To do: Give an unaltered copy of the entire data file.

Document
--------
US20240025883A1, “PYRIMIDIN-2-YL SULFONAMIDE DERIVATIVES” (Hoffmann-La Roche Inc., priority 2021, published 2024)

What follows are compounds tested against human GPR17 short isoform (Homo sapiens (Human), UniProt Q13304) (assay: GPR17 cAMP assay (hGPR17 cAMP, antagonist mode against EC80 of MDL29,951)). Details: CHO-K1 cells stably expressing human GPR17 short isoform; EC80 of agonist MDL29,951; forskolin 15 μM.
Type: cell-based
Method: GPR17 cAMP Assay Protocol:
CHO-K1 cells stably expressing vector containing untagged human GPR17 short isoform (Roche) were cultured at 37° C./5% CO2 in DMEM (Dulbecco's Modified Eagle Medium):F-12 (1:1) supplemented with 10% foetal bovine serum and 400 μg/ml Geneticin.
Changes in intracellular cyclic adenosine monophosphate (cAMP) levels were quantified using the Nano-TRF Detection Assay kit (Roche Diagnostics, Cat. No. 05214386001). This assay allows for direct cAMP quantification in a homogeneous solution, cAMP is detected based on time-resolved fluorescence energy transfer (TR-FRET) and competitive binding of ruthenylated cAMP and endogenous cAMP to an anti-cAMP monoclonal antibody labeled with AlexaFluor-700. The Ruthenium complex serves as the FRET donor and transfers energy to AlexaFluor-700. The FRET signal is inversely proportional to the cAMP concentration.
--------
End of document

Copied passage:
US20240025883A1, “PYRIMIDIN-2-YL SULFONAMIDE DERIVATIVES” (Hoffmann-La Roche Inc., priority 2021, published 2024)

What follows are compounds tested against human GPR17 short isoform (Homo sapiens (Human), UniProt Q13304) (assay: GPR17 cAMP assay (hGPR17 cAMP, antagonist mode against EC80 of MDL29,951)). Details: CHO-K1 cells stably expressing human GPR17 short isoform; EC80 of agonist MDL29,951; forskolin 15 μM.
Type: cell-based
Method: GPR17 cAMP Assay Protocol:
CHO-K1 cells stably expressing vector containing untagged human GPR17 short isoform (Roche) were cultured at 37° C./5% CO2 in DMEM (Dulbecco's Modified Eagle Medium):F-12 (1:1) supplemented with 10% foetal bovine serum and 400 μg/ml Geneticin.
Changes in intracellular cyclic adenosine monophosphate (cAMP) levels were quantified using the Nano-TRF Detection Assay kit (Roche Diagnostics, Cat. No. 05214386001). This assay allows for direct cAMP quantification in a homogeneous solution, cAMP is detected based on time-resolved fluorescence energy transfer (TR-FRET) and competitive binding of ruthenylated cAMP and endogenous cAMP to an anti-cAMP monoclonal antibody labeled with AlexaFluor-700. The Ruthenium complex serves as the FRET donor and transfers energy to AlexaFluor-700. The FRET signal is inversely proportional to the cAMP concentration.